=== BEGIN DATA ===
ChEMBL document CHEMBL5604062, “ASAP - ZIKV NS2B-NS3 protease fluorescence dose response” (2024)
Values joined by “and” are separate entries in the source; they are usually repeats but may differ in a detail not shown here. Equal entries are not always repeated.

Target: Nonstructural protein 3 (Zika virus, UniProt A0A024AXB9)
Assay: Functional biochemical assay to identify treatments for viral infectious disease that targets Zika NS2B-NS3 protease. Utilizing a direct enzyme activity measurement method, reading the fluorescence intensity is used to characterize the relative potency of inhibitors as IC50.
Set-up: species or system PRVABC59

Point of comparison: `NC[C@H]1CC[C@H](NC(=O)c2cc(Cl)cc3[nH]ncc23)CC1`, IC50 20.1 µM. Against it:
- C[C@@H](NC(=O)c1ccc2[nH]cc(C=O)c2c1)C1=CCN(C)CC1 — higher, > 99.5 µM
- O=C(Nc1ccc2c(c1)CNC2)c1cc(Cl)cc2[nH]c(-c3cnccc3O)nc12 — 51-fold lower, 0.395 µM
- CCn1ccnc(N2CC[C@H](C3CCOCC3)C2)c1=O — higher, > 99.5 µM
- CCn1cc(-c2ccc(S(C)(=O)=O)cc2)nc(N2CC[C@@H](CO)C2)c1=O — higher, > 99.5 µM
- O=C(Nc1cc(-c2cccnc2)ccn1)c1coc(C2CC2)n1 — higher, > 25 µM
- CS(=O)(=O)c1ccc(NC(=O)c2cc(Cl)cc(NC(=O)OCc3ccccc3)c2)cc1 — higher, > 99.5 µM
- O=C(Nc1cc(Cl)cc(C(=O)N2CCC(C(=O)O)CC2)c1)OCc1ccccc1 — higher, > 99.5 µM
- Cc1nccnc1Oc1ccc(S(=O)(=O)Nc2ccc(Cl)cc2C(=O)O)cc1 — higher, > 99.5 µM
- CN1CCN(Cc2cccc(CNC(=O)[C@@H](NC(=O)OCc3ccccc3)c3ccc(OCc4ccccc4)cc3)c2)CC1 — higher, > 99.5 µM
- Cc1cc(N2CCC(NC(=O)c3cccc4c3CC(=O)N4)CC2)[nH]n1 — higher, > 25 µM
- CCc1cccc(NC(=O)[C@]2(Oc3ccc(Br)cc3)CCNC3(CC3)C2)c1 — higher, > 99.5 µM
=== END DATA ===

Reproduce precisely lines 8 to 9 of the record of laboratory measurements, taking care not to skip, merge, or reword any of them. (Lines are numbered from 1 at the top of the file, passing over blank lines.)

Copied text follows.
- O=C(Nc1ccc2c(c1)CNC2)c1cc(Cl)cc2[nH]c(-c3cnccc3O)nc12 — 51-fold lower, 0.395 µM
- CCn1ccnc(N2CC[C@H](C3CCOCC3)C2)c1=O — higher, > 99.5 µM